What does the power factor equal in an R-L circuit having a 60 degree phase angle between the voltage and the current?
0.5
From jordanm_78: \begin{align} Power Factor &= cos( ∢ {\hspace{2pt}\text{phase angle}}) \end{align} In this case, \begin{align} Power Factor &= cos(60°) \\ Power Factor &= 0.5 \end{align}
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If a resistance to which a constant voltage is applied is halved, what power dissipation will result?
Double.
From gsantee:
Using Ohm's Law equations:
Power (P) is equal to Resistance (R) times the Current (I) Squared.
Anytime R is halved, P will be halved as well.
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746 watts, corresponding to the lifting of 550 pounds at the rate of one-foot-per-second, is the equivalent of how much horsepower?
One horsepower.
The Imperial Horsepower of 746 watts is equivalent to 550 (550 ft-lbs/second), pounds at the rate of one-foot-per-second work.
1 Watt is 1 Newton-meter/second.
Converting from foot to meters, we get 1 foot of approximately 0.3048 meters.
1 pound = 0.454 kg = 0.454 ∗ 9.8= 4.492 N
So, we can determine that
550 ft/lb/s ∗ 0.3048 m/f ∗ 4.54 kg ∗ 9.8 Nm/s = 745.86 W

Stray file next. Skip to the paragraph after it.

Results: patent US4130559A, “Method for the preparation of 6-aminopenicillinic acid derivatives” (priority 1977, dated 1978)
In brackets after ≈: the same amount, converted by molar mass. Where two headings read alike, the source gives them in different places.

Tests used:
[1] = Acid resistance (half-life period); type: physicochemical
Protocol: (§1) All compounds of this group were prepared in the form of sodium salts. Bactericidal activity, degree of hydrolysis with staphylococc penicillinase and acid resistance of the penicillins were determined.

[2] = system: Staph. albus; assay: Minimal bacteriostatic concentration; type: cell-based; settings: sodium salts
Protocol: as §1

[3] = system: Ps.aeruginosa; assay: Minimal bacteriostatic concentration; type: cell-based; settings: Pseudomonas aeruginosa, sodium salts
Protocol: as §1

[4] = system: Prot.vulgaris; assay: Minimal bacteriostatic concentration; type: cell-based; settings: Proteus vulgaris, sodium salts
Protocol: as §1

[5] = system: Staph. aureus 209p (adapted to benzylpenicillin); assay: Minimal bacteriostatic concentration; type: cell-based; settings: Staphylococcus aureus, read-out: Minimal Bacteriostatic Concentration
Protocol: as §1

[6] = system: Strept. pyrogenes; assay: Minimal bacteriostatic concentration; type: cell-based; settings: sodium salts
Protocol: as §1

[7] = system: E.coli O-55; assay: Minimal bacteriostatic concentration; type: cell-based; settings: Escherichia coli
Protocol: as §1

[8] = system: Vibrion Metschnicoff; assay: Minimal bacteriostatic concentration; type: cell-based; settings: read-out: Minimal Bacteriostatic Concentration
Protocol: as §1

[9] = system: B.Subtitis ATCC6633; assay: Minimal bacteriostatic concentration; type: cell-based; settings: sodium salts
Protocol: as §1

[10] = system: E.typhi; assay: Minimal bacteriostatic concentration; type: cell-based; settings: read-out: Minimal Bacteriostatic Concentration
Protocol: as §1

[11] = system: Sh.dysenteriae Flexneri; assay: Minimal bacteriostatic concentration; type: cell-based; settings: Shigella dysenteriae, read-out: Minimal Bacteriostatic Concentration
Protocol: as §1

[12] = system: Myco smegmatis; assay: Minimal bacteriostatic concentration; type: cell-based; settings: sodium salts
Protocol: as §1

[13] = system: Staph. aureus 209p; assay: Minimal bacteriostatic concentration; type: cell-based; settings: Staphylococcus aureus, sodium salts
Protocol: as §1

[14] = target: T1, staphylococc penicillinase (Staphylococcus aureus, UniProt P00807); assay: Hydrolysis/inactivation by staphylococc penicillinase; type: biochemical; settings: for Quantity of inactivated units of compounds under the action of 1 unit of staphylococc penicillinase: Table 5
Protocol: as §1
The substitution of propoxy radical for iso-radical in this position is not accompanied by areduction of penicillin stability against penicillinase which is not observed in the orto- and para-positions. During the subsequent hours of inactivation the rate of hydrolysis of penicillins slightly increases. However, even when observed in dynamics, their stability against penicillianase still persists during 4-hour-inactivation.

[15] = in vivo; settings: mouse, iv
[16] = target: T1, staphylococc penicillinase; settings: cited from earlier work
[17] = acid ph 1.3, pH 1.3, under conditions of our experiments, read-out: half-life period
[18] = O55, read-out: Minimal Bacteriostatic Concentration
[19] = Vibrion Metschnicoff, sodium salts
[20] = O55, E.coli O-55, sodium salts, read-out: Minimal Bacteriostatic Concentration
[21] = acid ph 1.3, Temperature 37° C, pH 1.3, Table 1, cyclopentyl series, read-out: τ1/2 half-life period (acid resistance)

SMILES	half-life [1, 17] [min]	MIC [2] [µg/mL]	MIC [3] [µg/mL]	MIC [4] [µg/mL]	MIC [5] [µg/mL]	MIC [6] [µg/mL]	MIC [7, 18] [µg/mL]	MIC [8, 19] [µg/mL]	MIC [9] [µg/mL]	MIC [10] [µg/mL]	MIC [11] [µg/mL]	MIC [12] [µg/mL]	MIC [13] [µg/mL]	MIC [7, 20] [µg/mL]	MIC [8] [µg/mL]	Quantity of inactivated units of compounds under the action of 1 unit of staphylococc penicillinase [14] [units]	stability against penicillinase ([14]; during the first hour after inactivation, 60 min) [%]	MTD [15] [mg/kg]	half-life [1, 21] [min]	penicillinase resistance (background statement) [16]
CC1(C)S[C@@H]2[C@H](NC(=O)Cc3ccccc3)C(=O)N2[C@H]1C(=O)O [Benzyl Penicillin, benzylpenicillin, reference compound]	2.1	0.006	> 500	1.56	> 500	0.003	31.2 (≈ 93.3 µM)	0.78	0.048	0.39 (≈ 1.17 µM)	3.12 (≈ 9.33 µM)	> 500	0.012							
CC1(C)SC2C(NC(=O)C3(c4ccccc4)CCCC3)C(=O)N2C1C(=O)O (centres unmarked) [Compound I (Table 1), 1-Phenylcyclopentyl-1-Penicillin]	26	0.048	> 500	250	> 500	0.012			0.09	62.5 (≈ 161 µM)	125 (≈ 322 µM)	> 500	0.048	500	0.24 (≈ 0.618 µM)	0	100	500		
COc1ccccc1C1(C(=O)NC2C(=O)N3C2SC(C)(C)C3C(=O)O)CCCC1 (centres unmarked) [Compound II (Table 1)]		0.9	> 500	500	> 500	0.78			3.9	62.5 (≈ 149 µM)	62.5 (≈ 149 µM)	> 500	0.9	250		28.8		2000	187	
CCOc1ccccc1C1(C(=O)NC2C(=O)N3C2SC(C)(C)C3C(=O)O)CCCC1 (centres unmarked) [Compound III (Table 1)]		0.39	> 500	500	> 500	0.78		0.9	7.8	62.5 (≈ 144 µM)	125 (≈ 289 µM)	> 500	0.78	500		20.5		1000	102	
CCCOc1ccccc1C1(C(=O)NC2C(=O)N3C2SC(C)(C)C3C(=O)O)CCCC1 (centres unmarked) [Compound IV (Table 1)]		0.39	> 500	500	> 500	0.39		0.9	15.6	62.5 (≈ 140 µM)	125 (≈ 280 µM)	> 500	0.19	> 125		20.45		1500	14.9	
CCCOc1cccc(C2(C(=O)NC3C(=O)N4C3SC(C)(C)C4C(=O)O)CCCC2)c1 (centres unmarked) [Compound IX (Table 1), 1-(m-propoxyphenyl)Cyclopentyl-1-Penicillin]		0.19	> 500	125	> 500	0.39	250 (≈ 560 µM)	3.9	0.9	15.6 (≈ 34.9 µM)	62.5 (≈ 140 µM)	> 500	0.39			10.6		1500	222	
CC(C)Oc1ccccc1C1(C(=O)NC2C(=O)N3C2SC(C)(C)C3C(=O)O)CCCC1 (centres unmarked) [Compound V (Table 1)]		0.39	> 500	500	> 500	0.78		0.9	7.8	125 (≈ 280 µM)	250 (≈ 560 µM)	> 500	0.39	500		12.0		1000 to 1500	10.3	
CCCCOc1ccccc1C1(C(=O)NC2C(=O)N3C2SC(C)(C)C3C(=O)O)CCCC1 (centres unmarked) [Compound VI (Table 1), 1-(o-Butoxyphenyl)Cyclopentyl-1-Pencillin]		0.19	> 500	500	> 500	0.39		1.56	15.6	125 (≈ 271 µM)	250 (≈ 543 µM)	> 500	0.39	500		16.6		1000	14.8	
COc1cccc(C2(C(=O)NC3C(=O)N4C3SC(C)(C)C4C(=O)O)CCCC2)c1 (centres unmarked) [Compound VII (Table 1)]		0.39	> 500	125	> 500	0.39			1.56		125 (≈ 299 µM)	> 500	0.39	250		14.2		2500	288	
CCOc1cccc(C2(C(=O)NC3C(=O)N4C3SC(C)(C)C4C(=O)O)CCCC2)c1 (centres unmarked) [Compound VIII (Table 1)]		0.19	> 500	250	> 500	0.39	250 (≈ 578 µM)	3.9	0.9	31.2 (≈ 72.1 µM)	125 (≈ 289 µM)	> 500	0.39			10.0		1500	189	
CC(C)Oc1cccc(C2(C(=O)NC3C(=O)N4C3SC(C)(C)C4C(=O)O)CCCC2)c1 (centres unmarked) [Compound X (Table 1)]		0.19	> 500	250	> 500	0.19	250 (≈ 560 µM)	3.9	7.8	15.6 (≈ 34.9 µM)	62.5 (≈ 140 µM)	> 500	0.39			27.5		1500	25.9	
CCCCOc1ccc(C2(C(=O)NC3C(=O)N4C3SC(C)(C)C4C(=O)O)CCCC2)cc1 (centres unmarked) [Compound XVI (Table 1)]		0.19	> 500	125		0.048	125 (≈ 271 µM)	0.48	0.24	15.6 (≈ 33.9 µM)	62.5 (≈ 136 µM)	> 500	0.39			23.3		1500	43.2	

This shows that 550 ft/lb/s is equivalent to 746 Watts
By definition 1 HP is equal to 550 ft/lb/s
.
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In a circuit where the AC voltage and current are out of phase, how can the true power be determined?
By multiplying the apparent power times the power factor.
From kd9fni:
Power Factor = True Power ÷ Apparent Power
True power = Apparent Power ∗ Power Factor
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What does the power factor equal in an R-L circuit having a 45 degree phase angle between the voltage and the current?
0.707
From kd9fni:
Power factor = True Power ÷ Apparent Power.
If given an angle, calculate cos(45° degrees) = 0.707
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What does the power factor equal in an R-L circuit having a 30 degree phase angle between the voltage and the current?
0.866
From kd9fni:
Power factor = True power ÷ Apparent Power
It can also be calculated by taking the phase difference between the voltage and current, so:
cos(30° degrees) = 0.866
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